By Wilson Lam, MD
1 Nov

Treating Adult Congenital Heart Patients at a Children’s Hospital

Wednesday, November 01, 2017

While it may sound unconventional, it is not uncommon for an adult patient to be treated at a children’s hospital. In the congenital heart disease community, this tends to be the case for a variety of reasons.

Below, Dr. Wilson Lam, a pediatric and adult cardiologist at Texas Children’s Hospital, discusses his patient, Jason, and his role in treating the tallest and oldest patient at Texas Children’s Hospital.

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When I first met Jason, he was seeking answers to a health condition which was affecting his everyday life. Jason shared with me that he was reaching the “too winded to go on” feeling faster and faster during his gym workouts. This translated into his soccer games as well, with a feeling of never being able to get enough air.

By the time Jason was referred to me, he had pretty much done all of his homework and had this uncommon diagnosis all but figured out. Fatigue and shortness of breath associated with low blood oxygen levels worsen with position and exercise? The next step for me would have been to do an echo bubble study, which had already been performed by his referring physician. In a bubble study, saltwater (saline) mixed with a little air is injected into a vein during the echo. If there is a hole between the upper heart chambers, some bubbles will go through the hole. Reviewing this test, I could see the hole between the heart’s upper chambers that sealed the deal. The diagnosis was platypnea-orthodeoxia syndrome. Translation – symptoms with standing up due to blue blood shunting across an often normal hole between the atria. Solution – closure of that hole.

After diagnosis, my most important concerns were letting Jason know what he was up against, and making sure he really understood what was happening and how we could quickly and effectively address the issue. 

Taking care of adult patients with congenital heart disease is my primary job and the high volume of consultations allows us to see these conditions and hear the stories again and again, so we are less taken by surprise. It may sound strange caring for adult patients in a children’s hospital, but it can be done right and it can be done well. Accreditation from the Adult Congenital Heart Association (ACHA), which we were recently very proud and excited to receive here at Texas Children’s, is important to see if the key elements are available –  facilities, providers, technology, and strategy. Beyond that, communication and collaboration between the key team members are paramount.

From a cardiac standpoint, having offices of Texas Children’s Heart Center (ranked no. 1 in the nation for pediatric cardiology and heart surgery by U.S. News & World Report) all within proximity allows for discussions between our ACHD team and structural/interventional cardiologists, electrophysiologists or imaging experts, congenital heart surgeons and CV anesthesiologists. Our collaboration with other on-site hospital services connects us with adult subspecialists such as maternal fetal medicine, intensive care, infectious diseases, neurology and nephrology. In addition, cutting edge technology is at our disposal for this growing population.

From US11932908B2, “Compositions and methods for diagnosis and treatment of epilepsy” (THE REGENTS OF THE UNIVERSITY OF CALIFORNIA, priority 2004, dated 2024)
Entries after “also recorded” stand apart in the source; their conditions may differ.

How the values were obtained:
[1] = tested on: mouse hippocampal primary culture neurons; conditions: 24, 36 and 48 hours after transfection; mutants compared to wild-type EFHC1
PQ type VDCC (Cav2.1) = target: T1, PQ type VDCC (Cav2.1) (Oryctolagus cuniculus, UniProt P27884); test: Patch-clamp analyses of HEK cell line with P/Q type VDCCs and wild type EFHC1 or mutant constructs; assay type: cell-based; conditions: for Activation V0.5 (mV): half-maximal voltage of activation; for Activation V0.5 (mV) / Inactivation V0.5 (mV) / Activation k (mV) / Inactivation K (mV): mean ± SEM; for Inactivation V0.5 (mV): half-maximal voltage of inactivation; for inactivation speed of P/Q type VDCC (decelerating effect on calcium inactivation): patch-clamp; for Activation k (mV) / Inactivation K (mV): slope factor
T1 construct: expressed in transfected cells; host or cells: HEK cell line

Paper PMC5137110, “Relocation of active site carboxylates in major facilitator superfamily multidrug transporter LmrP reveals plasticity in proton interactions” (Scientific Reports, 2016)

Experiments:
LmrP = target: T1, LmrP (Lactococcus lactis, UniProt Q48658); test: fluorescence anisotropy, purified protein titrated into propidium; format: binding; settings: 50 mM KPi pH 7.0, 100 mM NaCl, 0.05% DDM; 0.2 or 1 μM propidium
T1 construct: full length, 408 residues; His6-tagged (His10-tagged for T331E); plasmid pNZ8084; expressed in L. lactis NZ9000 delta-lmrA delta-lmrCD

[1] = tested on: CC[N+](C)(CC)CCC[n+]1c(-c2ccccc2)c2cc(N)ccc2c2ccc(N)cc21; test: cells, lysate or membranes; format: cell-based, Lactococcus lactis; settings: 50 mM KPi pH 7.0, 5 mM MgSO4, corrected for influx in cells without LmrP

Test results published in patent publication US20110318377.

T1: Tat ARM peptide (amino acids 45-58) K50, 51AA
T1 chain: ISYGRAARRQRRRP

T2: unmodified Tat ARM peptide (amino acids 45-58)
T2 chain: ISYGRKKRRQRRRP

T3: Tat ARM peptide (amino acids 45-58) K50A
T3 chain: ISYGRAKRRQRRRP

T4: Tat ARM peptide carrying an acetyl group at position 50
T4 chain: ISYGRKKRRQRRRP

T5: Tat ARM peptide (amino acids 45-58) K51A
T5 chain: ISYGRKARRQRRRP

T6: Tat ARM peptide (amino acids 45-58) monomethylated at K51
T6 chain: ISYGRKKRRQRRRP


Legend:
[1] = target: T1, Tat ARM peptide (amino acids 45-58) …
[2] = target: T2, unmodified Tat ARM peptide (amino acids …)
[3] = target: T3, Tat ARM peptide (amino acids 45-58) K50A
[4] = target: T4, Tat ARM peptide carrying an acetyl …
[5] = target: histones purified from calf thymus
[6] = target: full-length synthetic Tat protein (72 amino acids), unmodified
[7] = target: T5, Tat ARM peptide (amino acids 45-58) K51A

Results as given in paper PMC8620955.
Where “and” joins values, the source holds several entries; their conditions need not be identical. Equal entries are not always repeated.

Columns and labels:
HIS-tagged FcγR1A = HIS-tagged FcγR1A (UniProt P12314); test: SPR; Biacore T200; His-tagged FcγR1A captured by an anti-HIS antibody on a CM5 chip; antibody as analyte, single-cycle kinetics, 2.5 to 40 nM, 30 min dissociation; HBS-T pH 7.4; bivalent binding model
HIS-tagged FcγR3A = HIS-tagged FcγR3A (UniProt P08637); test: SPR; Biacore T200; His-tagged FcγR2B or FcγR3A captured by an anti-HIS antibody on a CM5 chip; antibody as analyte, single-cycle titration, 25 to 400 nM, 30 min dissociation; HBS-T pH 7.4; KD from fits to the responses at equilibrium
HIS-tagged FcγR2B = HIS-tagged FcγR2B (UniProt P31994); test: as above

In Jason’s case, this proximity and collaboration helped for a quick diagnosis and fast treatment to get him back on his feet and back to his active lifestyle as soon as possible. After diagnosis, I was able to refer Jason to my colleague, Dr. Athar Qureshi, to complete the hole closure. On the day of surgery, Jason was officially deemed the “tallest and oldest patient in Texas Children’s” that day, which he got a kick out of.

As a physician and care provider, it is wonderful to hear about Jason’s successful recovery. Dr. Qureshi did a perfect job and Jason didn’t suffer much down time before he was playing with his children again. We are blessed and proud to be part of the team that restored his quality of life by treating a congenital heart condition.

You can read Jason’s full story here.

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The opinions expressed by ACHA bloggers and those providing comments on the ACHA Blog are theirs alone, and do not reflect the opinions of the Adult Congenital Heart Association or any employee thereof. ACHA is not responsible for the accuracy of any of the information supplied by the ACHA bloggers.

The contents of this blog are presented for informational purposes only, and should not be substituted for professional advice. Always consult your physicians with your questions and concerns.

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